June 20, 2002 |
Morgan Stanley's profit dropped 14% in the second quarter, hurt by a slump in energy trading. Earnings at Bear Stearns Cos. more than doubled, boosted by profit from its bond business. Net income at Morgan Stanley fell to $797 million, or 72 cents a share, matching analyst estimates. Bear Stearns' net income rose to $342.9 million, or $2.59 a share. Excluding a gain from an investment, profit was $203 million, or $1.55 a share, 35 cents better than estimates.
September 27, 2001 |
Goldman Sachs Group Inc. and Bear Stearns Cos. posted steep quarterly profit declines as investment banking fees and trading revenues fell, and said the Sept. 11 terrorist attacks will dampen results in the near term. Goldman said its profit fell 43% to $468 million, or 87 cents a share, for its fiscal quarter ended Aug. 31, compared with the 81-cent average estimate of analysts polled by Thomson Financial/First Call. Net revenue tumbled 19% to $3.66 billion.
August 3, 2001 |
Bear Stearns Cos. has been ordered to pay $1 million in punitive damages to a pair of customers of A.R. Baron & Co., an arbitration panel has decided. The fine, reported by the Wall Street Journal on its Web site, was ordered after the panel decided that Bear Stearns "aided and abetted, with knowledge, a criminal and fraudulent enterprise." A.R.
April 19, 2001 |
A federal judge cleared Bear Stearns Cos. of charges that the Wall Street firm assisted a now-bankrupt hedge fund in committing fraud that led investors to lose more than $400 million. "There are insufficient allegations that [Bear Stearns] knew of or assisted in the alleged fraud," U.S. District Judge Denise Cote said. The founder of the hedge fund, Michael Berger, has pleaded guilty to sending phony financial statements to investors overstating the performance of Manhattan Investment Fund Ltd.
January 5, 2001
Lehman Bros. Holdings (ticker symbol: LEH) and Bear Stearns (BSC), two of the last independent U.S. investment banks, posted quarterly results Thursday that sailed past analysts' expectations, showing resilience in the face of recent stock market carnage. Revenue rose at both firms during a quarter that analysts expected to be tough for many Wall Street companies as stock markets dropped, stock offerings pulled back and the corporate bond market slumped. Bear Stearns said profit fell 6% to $195.
October 10, 2000 |
Prometheus Real Estate Group Inc. said it has acquired the Cascades Apartments in Anaheim Hills from Bear Stearns Joint Venture for $41 million. Prometheus paid an average of $143,000 per apartment for the 292-unit property, one of the top prices per unit in Orange County this year. Despite strong job and population growth, builders are having a hard time keeping up with demand because land is too scarce and too costly to develop.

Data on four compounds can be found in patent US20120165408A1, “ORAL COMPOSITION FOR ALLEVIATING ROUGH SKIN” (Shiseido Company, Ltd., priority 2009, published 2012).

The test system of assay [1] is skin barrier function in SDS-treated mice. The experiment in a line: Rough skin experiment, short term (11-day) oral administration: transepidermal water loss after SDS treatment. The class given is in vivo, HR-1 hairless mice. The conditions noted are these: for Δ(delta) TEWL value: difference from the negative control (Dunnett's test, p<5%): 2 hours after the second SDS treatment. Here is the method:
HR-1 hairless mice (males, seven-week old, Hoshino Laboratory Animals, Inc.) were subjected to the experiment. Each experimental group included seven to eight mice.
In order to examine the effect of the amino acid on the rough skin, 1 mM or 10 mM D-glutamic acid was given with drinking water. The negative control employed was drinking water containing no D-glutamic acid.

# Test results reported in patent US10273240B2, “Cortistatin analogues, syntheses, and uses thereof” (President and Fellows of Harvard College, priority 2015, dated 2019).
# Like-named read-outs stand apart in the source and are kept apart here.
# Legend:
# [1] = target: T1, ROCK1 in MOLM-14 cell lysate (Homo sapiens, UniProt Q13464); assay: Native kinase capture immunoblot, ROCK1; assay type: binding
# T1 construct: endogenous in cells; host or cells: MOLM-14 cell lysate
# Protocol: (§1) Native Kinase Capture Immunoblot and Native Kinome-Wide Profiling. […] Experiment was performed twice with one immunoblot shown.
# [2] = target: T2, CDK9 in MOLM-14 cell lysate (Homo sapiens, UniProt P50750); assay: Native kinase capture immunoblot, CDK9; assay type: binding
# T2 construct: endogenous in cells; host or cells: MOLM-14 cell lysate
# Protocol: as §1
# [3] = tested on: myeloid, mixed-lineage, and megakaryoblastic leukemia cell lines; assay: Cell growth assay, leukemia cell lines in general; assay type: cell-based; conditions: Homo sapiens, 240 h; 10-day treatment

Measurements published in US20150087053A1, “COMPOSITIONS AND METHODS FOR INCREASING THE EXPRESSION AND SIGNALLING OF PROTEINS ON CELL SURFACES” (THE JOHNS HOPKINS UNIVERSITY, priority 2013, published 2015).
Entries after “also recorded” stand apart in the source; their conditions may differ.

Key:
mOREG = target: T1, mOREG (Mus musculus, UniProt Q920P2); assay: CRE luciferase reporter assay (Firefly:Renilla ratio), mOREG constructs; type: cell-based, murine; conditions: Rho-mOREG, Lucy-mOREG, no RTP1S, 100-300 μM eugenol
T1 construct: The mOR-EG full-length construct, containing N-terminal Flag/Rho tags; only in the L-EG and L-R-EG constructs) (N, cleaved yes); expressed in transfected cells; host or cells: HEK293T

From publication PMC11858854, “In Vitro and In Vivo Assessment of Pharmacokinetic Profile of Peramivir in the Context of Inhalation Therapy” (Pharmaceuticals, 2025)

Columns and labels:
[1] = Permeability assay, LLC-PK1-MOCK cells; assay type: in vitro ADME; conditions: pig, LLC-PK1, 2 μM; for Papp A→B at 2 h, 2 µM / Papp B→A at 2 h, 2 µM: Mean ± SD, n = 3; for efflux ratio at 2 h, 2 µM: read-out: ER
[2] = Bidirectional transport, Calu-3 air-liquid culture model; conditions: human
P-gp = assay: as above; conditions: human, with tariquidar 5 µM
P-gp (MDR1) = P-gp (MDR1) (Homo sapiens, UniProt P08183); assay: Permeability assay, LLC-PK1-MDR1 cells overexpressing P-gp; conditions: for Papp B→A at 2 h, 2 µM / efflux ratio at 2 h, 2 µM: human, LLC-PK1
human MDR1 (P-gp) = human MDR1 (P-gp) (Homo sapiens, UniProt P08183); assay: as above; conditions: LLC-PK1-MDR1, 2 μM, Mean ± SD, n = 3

September 15, 2000 |
Bear Stearns Cos. said fiscal third-quarter net income fell 5.7% to $181.4 million, or $1.32 a share, because of a decline in investment banking that was partly offset by gains in its trading business. Bear Stearns, which has one of the biggest trade-clearing operations on Wall Street, said net revenue rose 6% to $1.3 billion, with stock trading and commissions generating $790 million, or more than half. Commissions earned by executing orders rose 9.
August 9, 2000 |
Bear, Stearns Cos. said it paid $30 million to settle a lawsuit that claimed the securities company gave bad merger advice to a software company that later went bankrupt. The settlement comes 11 years after Bear Stearns advised California software company Daisy Systems Corp. in the takeover of a smaller rival. A Bear Stearns spokeswoman confirmed the settlement but gave no further details, other than to say Bear Stearns dropped a claim for $2.
July 25, 2000 |
Is Bear Stearns the next brokerage to go on the auction block? The Wall Street firm's shares (ticker symbol: BSC) jumped $3.44 to $49.75 on the New York Stock Exchange Monday after an analyst at rival Salomon Smith Barney said Bear's top executive may be open to a takeover. Guy Moszkowski, the Salomon analyst, said in a report that Bear CEO James Cayne has indicated he would consider the right offer.
May 17, 2000 |
Bear Stearns Cos. must pay Canadian investor Henryk de Kwiatkowski $111.5 million for failing to warn him of the risks of foreign currency speculation, a federal jury in New York ruled. De Kwiatkowski sued the New York investment bank in 1996, claiming that the firm's investment advisors, including managing director Albert Sabini, were negligent for allowing him to buy $6.5 billion worth of foreign currency futures in 1994.